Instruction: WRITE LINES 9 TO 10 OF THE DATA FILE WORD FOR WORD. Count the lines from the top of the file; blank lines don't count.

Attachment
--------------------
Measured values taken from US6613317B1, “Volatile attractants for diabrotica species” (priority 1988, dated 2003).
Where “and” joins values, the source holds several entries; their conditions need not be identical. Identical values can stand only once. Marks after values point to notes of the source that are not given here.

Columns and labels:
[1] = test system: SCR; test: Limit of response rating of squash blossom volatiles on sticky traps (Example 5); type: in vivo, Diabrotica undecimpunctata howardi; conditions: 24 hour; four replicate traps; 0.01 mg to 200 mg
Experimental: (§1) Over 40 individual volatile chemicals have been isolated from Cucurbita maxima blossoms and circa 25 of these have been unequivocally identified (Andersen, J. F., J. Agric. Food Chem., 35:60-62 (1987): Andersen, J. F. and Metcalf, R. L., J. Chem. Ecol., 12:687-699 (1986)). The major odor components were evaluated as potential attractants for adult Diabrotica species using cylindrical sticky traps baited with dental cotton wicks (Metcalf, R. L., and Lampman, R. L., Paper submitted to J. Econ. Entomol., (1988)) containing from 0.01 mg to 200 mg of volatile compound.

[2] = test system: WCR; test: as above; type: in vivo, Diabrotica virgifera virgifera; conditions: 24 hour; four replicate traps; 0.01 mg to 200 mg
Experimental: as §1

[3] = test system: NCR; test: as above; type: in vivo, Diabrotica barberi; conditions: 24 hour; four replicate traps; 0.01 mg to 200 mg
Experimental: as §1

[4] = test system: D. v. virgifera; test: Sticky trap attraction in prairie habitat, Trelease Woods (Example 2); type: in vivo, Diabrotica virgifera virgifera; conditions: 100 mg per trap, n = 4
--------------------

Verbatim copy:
Experimental: as §1

[4] = test system: D. v. virgifera; test: Sticky trap attraction in prairie habitat, Trelease Woods (Example 2); type: in vivo, Diabrotica virgifera virgifera; conditions: 100 mg per trap, n = 4